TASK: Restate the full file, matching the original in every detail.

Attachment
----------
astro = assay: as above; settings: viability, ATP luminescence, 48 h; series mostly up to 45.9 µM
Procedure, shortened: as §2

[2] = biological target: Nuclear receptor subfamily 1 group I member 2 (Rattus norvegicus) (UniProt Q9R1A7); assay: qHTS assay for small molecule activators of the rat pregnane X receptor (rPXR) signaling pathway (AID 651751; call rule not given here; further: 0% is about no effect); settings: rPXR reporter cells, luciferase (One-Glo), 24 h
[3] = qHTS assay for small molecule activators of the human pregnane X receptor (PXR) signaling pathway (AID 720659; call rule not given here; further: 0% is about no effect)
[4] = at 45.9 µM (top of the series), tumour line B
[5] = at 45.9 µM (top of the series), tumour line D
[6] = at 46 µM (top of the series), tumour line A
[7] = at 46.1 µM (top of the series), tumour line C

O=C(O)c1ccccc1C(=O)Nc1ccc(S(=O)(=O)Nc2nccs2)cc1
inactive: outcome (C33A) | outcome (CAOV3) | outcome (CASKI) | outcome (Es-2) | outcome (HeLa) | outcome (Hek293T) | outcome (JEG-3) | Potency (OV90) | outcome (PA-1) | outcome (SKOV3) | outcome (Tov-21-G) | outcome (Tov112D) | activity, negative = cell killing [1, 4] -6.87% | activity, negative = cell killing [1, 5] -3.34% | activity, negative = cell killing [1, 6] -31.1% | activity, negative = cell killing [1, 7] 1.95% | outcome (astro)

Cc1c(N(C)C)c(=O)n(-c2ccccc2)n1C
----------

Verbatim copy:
astro = assay: as above; settings: viability, ATP luminescence, 48 h; series mostly up to 45.9 µM
Procedure, shortened: as §2

[2] = biological target: Nuclear receptor subfamily 1 group I member 2 (Rattus norvegicus) (UniProt Q9R1A7); assay: qHTS assay for small molecule activators of the rat pregnane X receptor (rPXR) signaling pathway (AID 651751; call rule not given here; further: 0% is about no effect); settings: rPXR reporter cells, luciferase (One-Glo), 24 h
[3] = qHTS assay for small molecule activators of the human pregnane X receptor (PXR) signaling pathway (AID 720659; call rule not given here; further: 0% is about no effect)
[4] = at 45.9 µM (top of the series), tumour line B
[5] = at 45.9 µM (top of the series), tumour line D
[6] = at 46 µM (top of the series), tumour line A
[7] = at 46.1 µM (top of the series), tumour line C

O=C(O)c1ccccc1C(=O)Nc1ccc(S(=O)(=O)Nc2nccs2)cc1
inactive: outcome (C33A) | outcome (CAOV3) | outcome (CASKI) | outcome (Es-2) | outcome (HeLa) | outcome (Hek293T) | outcome (JEG-3) | Potency (OV90) | outcome (PA-1) | outcome (SKOV3) | outcome (Tov-21-G) | outcome (Tov112D) | activity, negative = cell killing [1, 4] -6.87% | activity, negative = cell killing [1, 5] -3.34% | activity, negative = cell killing [1, 6] -31.1% | activity, negative = cell killing [1, 7] 1.95% | outcome (astro)

Cc1c(N(C)C)c(=O)n(-c2ccccc2)n1C